Under Construction: Take Control of Insurance Costs through OCIPs

With university construction projects and capital improvement campaigns costing upward of billions of dollars, Owner-Controlled Insurance Programs offer an opportunity for significant cost savings.
By: | Issue: December, 2014
December 5, 2014

For years, universities have taken advantage of an insurance solution known as Owner-Controlled Insurance Programs (OCIPs) or “wrap-ups.” OCIPs provide general liability insurance and workers compensation for the length of a construction project for all or a majority of the parties involved rather than requiring each participant to be responsible for the procurement of insurance. OCIPs are used on large individual projects or on a “rolling” basis by aggregating smaller projects completed over time. A well-run OCIP can save a university 1-1.5 percent of hard construction costs. With university construction projects and capital improvement campaigns costing upwards of billions of dollars, OCIPs offer an opportunity for significant cost savings. The key advantage with an OCIP is control – control over costs, coverage terms and conditions, claims processes and loss prevention.

Control Costs

OCIPs enable a university to purchase insurance at a lower cost through economies of scale and enables them to purchase insurance on a loss sensitive basis (i.e. a large deductible), which is where the potential cost savings is derived. In a large deductible program, the sponsor of the OCIP pays the losses below the deductible in exchange for significantly reduced fixed costs (usually in the 35 percent range). If the university is able to control the losses on the project, the university directly benefits. In contrast, in a non-OCIP project, contractors include their insurance costs in their bids, which includes the fixed cost component of the insurance (about 40 percent) and the loss funding component (about 60 percent), regardless of whether or not there are any losses on the project.

Control Terms and Conditions

In an OCIP project, sponsors gain peace of mind that all contractors on a construction site have the same coverage and there are no gaps. The level of coverage that can be negotiated when purchasing in bulk is significantly greater than what an individual contractor can purchase on their own. The total liability limits available (usually a minimum of $100M) through the OCIP are much greater than the limits provided by the individual contractors.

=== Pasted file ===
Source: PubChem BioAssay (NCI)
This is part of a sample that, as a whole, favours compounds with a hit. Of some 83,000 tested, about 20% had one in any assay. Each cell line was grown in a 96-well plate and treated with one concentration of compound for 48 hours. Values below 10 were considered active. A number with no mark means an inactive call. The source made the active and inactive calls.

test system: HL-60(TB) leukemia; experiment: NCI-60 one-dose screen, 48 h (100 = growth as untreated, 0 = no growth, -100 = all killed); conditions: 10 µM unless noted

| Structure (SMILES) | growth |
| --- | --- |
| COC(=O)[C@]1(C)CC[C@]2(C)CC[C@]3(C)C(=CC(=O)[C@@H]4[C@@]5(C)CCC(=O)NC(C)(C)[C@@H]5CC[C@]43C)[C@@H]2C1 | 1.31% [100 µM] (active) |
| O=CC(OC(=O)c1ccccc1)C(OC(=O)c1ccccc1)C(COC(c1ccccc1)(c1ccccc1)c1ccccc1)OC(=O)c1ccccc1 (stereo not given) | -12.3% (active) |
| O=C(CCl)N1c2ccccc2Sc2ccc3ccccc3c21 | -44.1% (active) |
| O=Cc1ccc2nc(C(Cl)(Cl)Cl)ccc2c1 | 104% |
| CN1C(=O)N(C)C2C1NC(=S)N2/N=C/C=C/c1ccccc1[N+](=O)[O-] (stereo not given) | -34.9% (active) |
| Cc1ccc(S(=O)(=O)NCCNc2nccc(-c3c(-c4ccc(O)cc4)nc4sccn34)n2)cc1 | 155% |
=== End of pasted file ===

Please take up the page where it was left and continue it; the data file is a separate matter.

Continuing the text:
Control Claims Processes

In the event of a claim, having consistent coverage provided by one insurance company for all contractors’ streamlines the claims process. By assuming the first $250,000 or more of every workers compensation and general liability claim through a large deductible program, universities gain the ability to influence the claim and dictate how it should be handled.

Control Loss Prevention

The key to success on any OCIP is loss prevention. Since the owner is paying the losses below the deductible, the owner has a much greater ability to control the loss prevention measures utilized on the project. This is important not only for controlling costs, but for meeting construction timelines.

An OCIP in Action

The most successful OCIPs focus on loss prevention since it’s the key to cost savings. In 2007, The Graham Company took over the administration of an existing rolling OCIP for an Ivy League university. At the time, the program contemplated several billion dollars of construction over a 10-year period, consisting of new dorms, academic buildings, utilities and laboratory space. Through an evaluation of the university’s current program, the firm determined the university’s program could be strengthened by putting more of a focus on loss prevention and claims management measures.

From a loss prevention standpoint, the firm implemented a drug testing protocol, which included on-site drug testing; got construction managers to agree to a fall protection policy; and got them to comply with accident notification and written investigation reports for each incident that were followed up by formal meetings. In addition, projects were observed 2-3 times per week and the firm provided written reports to the university and respective construction managers regarding non-compliant safety issues observed. The firm also hired a full-time safety consultant to be its eyes and ears on the construction site.

In the past, the leadership was not briefed when accidents occurred, or as claims developed over time. Worse yet, the university was unaware of claims management and settlement decisions being made. To improve the claims management process the firm implemented several changes that aimed to keep everyone from leadership to construction managers and subcontractors informed.

Within the first year of making these changes the university experienced an over 50 percent reduction in claims costs. By the time the projects in the OCIP were completed, losses per $100 of payroll had gone from $10.91 per $100 of payroll (based upon over $61,000,000 of “pre-Graham payroll”) to $2.22 per $100 of payroll (based upon almost $57,000,000 in “Graham payroll”), an almost 80 percent reduction.


Control probably isn’t a word universities use when referring to their insurance program, but a wrap-up can change the conversation. A wrap-up can allow universities to streamline the administrative process and gain better control of insurance costs today and in the long-term.

Carl Bloomfield and Thomas Morrin are producers at The Graham Company, one of the mid-Atlantic region’s largest insurance and employee benefits brokers.